Make time for your own wellbeing

Having a new job can be a fantastic experience. There can however be a number of times when through various pressures of the role, you have less time for everything you need to get done. Whilst this isn’t unusual, first and foremost you should always prioritise your own wellbeing.

Alongside the examples we’ve highlighted, we would also suggest the following:

Make time to be active – Physical activity has been proven to have positive effects on mental health and wellbeing. Whether it’s a walk at lunchtime, a run at some point in the day, cycling to work or taking up something new like kayaking or rock climbing, there are a variety of ways to keep active. Your new employer might even have staff teams for football, rugby, netball or societies for tennis, badminton etc. Other than the physical and health benefits, there’s also the opportunity to enhance your social life through sports and related activities.

Get enough sleep – Various studies in the last 10 years have highlighted the need for around 7-8 hours of sleep to help the body recover. If you find that you are struggling to sleep, try to work out what’s keeping you awake. This might require a conversation with your doctor if there are serious reasons for a lack of sleep.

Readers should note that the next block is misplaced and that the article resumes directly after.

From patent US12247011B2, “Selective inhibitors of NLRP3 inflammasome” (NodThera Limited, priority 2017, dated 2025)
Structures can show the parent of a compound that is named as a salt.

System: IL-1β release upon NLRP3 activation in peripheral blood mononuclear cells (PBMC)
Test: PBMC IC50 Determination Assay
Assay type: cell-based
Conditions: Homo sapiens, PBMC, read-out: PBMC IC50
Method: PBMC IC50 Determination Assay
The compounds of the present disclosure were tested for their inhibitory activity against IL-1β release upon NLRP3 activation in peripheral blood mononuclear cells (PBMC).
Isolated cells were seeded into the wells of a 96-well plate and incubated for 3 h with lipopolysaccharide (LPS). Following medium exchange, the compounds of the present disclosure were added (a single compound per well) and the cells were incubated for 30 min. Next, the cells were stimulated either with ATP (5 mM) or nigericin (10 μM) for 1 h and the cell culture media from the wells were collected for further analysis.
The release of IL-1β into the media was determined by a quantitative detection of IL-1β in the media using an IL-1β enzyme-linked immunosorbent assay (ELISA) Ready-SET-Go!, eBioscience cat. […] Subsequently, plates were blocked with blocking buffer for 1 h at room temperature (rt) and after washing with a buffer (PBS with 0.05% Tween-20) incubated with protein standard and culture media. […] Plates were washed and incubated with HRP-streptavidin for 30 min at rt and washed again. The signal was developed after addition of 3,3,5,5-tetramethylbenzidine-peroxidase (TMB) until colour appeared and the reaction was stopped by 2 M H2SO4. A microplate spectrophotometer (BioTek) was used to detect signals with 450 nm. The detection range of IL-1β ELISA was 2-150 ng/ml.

Socialise – It’s important to spend time with other people that help you to feel positive and energised. Whether that’s going out with your new colleagues, catching up with friends and family, making time for your social life can be an important factor in maintaining your own wellbeing.

Disclosure of mental health in the workplace

Deciding on what to disclose to your workplace, manager(s) and colleagues is a personal choice. Depending on the nature of any challenges that you have with your mental health, you may feel more or less inclined to share your challenges.

Time-to-change.org have some helpful tips that may help to guide you through your decisions.

Further information about managing your mental health and wellbeing can be found from the following links:

Jai Shah, Careers Consultant

#MondayMotivation: Stepping into Academia

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So you’re loving life expanding your mind at SOAS? Tempted to join the hordes of SOAS grads that make their way into the wonderful world of the PhD? Well, you’re in luck! This week we take a look behind the leaning towers of coffee cups, books and papers that surround academic researchers to discover the truth about getting a PhD and working in academic roles.

Last Tuesday we gathered a dream team of PhD Candidates, Early Career Researchers and Professors for an open discussion around their experiences. Safe to say it was an eye-opening panel, and it quickly became apparent that resilience is key to making it in the world of academia. It was noted that the academic career journey can be a bumpy road – and so it’s crucial to be tough, disciplined, confident and persistent. In fact, all the panel were keen to point out that you need to have the right combination of passion and discipline to persevere.